He rose to become head of all local programmes in the 1970s and later oversaw YTV’s public and media presence as its first head of corporate affairs.
Among the programmes that went out on his watch was the legendary studio showdown between the football managers Brian Clough and Don Revie, in the wake of Clough’s sacking after just 44 days at Leeds. The show was reconstructed for the film, The Damned United.
Wilford later ran his own production company, Grierson Productions, and with his YTV colleague John Fairley led an audacious bid to wrest the ITV contract for the Midlands away from Lord Grade’s ATV.
His 40-year career in television began not in news but, improbably, as an extra on The Army Game, Granada’s hugely popular national service sitcom. At 16, he found himself being bellowed at by the explosive Sgt Major Snudge (Bill Fraser) prompting letters from viewers about barrack room cruelty.
Wilford recalled later that he was paid the equivalent of about £1.25 and put up in a hotel, a treat which began a lifelong fascination with the medium.
He plotted a route into journalism at Durham University, where he read economic history and co-edited the student newspaper – experience which helped him get a holiday job as a reporter in the London office of what would become United Newspapers, whose stable included Yorkshire Post Newspapers. They offered him a traineeship on the Northampton Chronicle and Echo.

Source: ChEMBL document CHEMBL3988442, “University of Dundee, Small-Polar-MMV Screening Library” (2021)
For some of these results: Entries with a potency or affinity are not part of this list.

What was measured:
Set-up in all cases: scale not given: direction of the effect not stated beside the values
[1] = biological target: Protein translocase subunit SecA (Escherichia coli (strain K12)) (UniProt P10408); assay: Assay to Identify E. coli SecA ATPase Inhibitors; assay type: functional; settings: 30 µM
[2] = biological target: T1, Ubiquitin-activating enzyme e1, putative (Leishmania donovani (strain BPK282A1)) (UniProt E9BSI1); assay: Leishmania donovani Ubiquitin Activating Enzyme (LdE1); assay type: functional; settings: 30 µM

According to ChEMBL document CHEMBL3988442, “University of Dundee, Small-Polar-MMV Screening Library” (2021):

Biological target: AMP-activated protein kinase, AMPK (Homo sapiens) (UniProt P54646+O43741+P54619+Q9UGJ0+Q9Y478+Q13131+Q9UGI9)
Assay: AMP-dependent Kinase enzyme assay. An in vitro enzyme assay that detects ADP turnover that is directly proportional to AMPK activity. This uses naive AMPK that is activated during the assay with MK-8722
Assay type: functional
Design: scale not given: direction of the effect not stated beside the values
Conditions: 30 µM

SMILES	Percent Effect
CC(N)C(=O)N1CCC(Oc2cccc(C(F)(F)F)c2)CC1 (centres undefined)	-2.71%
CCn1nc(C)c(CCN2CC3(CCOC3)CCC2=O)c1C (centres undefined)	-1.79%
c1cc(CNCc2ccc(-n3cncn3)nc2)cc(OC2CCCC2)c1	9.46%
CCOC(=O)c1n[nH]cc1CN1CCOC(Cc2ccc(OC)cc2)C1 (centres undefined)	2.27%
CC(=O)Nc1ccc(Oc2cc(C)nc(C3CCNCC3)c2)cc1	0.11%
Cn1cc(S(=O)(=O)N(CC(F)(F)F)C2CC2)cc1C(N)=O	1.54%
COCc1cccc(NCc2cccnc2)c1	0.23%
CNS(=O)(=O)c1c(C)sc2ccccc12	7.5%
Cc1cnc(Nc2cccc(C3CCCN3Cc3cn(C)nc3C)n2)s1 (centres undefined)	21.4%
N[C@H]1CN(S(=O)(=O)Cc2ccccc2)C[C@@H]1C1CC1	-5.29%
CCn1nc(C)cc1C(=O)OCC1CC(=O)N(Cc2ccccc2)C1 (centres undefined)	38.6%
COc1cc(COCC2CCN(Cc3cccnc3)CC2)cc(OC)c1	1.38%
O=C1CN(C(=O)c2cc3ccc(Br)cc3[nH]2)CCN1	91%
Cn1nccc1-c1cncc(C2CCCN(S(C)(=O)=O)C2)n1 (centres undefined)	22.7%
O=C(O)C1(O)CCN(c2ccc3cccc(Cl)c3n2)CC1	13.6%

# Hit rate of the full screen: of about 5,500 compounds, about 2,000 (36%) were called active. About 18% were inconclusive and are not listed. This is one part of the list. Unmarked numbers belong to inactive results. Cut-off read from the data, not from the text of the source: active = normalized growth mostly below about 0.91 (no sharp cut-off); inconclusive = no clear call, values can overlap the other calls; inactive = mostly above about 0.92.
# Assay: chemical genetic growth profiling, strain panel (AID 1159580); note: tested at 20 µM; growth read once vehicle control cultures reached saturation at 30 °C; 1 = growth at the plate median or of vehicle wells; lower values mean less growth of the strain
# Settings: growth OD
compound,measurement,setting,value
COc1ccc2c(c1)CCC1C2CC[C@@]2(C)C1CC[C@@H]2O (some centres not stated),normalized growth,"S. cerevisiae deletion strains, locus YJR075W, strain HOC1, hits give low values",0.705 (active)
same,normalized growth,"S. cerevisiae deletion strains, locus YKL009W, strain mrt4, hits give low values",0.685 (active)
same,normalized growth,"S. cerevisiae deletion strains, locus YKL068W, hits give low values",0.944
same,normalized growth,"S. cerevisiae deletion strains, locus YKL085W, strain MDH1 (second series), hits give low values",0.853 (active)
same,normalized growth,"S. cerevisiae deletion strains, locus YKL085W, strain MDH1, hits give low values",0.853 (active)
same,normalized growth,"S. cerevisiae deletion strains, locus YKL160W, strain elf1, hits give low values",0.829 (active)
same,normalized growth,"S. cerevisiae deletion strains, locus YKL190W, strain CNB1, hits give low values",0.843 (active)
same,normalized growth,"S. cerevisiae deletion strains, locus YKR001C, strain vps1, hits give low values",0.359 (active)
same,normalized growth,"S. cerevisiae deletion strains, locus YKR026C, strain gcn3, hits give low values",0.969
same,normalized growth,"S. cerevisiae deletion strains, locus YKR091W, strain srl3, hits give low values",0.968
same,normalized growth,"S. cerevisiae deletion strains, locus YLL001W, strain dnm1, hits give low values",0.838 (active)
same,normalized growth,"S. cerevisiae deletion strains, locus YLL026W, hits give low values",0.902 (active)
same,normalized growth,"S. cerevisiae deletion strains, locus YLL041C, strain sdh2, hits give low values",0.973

But his heart lay on the screen, and after applying for almost every job he saw advertised, he landed a reporter’s role at ATV in Birmingham.
He had a baptism of fire when, following a tip-off to the newsroom, he was sent to cover a train crash at Stechford, in which nine people died, and he remembered being convulsed by the horror of what he saw. But the job had its compensations, too, and he found himself on the ITV team covering the 1966 World Cup.
He joined Yorkshire TV when the station was set up, and was Calendar’s first news editor. But his influence on the regional output was much wider, and his credits as executive producer included such popular entries as The Indoor League with Fred Trueman, and specials on Harold Wilson, the disgraced architect John Poulson and the Yorkshire Ripper, amongst others.
His time as Head of Local Programmes came to an end when he and Fairley, the station’s controller of documentaries, resigned in pursuit of a bid to form their own station, Mercia Television, on Lord Grade’s Midlands patch. They put together a diverse consortium which included the politician Shirley Williams, cricketer Basil D’Oliveira and comedian Jasper Carrott, with Wilford and Fairley as joint managing directors.
In the event, the regulator favoured Central Television, a reconstituted ATV, for the franchise – and once the dust had settled, the two defectors were welcomed back to YTV, with Wilford now in charge of corporate affairs.
It did not stop him making programmes, however, and among them was a rare network TV outing for Radio 2’s Jimmy Young.
By the end of the 1980s, Wilford was working independently, with a slate as diverse as a series on divorce and a portrait of the rock band Def Leppard, for which his crew spent a year on tour with them.
A long-serving member of the Harrogate Dramatic Society, he also found time to write a fictionalised account of historic crimes in the Lake District, Blood on Cop Fell.
He is survived by his former wife Meryll, children, David, Victoria and Elizabeth, and seven grandchildren.